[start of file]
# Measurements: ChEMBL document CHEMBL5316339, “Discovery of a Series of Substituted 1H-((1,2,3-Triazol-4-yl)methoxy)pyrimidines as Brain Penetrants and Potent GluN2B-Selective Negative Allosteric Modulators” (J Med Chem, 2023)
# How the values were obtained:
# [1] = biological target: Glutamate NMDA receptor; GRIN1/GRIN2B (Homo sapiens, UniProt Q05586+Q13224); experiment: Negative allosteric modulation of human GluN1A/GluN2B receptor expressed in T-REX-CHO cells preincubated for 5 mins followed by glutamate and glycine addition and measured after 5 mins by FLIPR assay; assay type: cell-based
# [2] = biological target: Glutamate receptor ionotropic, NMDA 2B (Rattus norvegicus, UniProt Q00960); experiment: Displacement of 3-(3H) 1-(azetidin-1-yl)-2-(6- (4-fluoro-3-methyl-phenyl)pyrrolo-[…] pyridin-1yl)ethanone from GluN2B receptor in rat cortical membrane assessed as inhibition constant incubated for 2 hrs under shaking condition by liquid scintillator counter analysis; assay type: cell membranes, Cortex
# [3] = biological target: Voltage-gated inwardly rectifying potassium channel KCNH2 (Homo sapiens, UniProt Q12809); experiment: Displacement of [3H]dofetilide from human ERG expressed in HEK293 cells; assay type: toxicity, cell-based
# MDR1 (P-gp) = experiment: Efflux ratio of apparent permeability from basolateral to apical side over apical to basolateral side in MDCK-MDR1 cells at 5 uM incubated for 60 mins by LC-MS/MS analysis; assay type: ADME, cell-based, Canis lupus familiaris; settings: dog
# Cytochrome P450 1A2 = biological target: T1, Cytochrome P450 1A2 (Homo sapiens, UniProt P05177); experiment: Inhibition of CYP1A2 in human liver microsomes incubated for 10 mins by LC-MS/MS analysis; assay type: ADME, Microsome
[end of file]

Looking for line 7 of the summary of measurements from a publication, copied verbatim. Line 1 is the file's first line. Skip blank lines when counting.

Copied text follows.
# Cytochrome P450 1A2 = biological target: T1, Cytochrome P450 1A2 (Homo sapiens, UniProt P05177); experiment: Inhibition of CYP1A2 in human liver microsomes incubated for 10 mins by LC-MS/MS analysis; assay type: ADME, Microsome